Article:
Ranked 43rd in the world, Theegala circled back to his original assertion that he doesn’t feel worthy of special attention or focus. Then again, he doesn’t really care, either.

“I’m not one to be on my phone a lot or pay attention to what’s said. I guess it’s nice that people have some expectations for me,” he said. “I don’t really have a lot of expectations for myself. My only expectation last year was to keep my card. I don’t want to fall into that trap. My expectation for this year is to keep moving forward, keep doing the things well that result in good scoring, and then see how I measure up against these guys. That’s all I’m trying to do.”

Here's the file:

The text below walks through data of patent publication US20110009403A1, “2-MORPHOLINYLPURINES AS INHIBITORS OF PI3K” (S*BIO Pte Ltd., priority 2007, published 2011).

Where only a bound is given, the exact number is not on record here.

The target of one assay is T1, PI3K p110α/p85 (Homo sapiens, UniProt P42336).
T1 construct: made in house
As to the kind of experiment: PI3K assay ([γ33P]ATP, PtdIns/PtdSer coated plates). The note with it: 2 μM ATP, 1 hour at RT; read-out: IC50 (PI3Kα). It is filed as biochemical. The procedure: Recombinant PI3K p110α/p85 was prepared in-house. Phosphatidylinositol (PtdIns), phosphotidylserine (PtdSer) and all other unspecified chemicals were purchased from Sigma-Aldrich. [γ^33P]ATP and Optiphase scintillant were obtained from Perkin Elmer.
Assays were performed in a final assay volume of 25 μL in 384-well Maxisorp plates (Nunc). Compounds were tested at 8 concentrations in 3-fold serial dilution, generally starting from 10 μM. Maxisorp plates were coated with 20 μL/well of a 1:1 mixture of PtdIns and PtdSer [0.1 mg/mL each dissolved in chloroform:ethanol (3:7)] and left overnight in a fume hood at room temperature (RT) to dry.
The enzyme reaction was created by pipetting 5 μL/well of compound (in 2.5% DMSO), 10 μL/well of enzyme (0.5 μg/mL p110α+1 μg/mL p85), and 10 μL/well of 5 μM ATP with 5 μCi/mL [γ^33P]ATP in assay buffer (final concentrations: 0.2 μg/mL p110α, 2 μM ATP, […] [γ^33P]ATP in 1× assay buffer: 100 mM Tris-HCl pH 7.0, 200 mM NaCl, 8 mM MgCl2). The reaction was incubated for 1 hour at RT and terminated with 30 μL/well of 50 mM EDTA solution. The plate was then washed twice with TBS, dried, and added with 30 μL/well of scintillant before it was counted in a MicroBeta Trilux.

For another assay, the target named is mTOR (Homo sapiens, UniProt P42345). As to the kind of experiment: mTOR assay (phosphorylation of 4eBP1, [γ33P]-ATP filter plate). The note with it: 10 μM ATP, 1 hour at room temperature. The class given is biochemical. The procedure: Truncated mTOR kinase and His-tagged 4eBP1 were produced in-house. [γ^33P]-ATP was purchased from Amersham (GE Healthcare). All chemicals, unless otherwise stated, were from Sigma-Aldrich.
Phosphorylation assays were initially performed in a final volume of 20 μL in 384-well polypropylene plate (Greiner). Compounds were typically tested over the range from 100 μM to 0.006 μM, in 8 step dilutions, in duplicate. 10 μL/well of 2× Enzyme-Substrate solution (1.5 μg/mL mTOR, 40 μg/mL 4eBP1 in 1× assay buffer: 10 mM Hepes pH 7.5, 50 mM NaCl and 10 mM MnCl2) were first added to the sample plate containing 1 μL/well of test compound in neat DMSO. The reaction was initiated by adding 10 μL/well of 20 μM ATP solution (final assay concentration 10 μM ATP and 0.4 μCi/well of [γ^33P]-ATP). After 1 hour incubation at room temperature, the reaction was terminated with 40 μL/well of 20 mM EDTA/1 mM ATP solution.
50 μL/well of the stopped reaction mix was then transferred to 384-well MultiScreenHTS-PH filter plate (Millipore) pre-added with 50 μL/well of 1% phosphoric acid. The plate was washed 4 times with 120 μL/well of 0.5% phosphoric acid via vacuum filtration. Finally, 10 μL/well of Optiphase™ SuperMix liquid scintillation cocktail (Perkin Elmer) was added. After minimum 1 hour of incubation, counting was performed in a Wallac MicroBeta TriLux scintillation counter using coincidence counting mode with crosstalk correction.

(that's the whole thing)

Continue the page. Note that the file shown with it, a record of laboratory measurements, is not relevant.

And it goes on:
From Golf Digest Architecture Editor emeritus Ron Whitten: Most golf fans are familiar with Kapalua Golf Club’s Plantation Course, home of the PGA Tour's opening event each year. Located on the north shore of the Hawaiian island of Maui, the Plantation was built from open, windswept pineapple fields on the pronounced slope of a volcano and is irrigated by sprinklers pressured solely by gravity. As the first design collaboration by Bill Coore and Ben Crenshaw, it unveiled their joint admiration for old-style courses. The blind drive on the fourth, the cut-the-corner drives on the fifth and sixth are all based on tee shots found at National Golf Links. So, too, are its punchbowl green and strings of diagonal bunkers. It's also a massive course, built on a huge scale, Coore says, to accommodate the wind and the slope and the fact that it gets mostly resort play.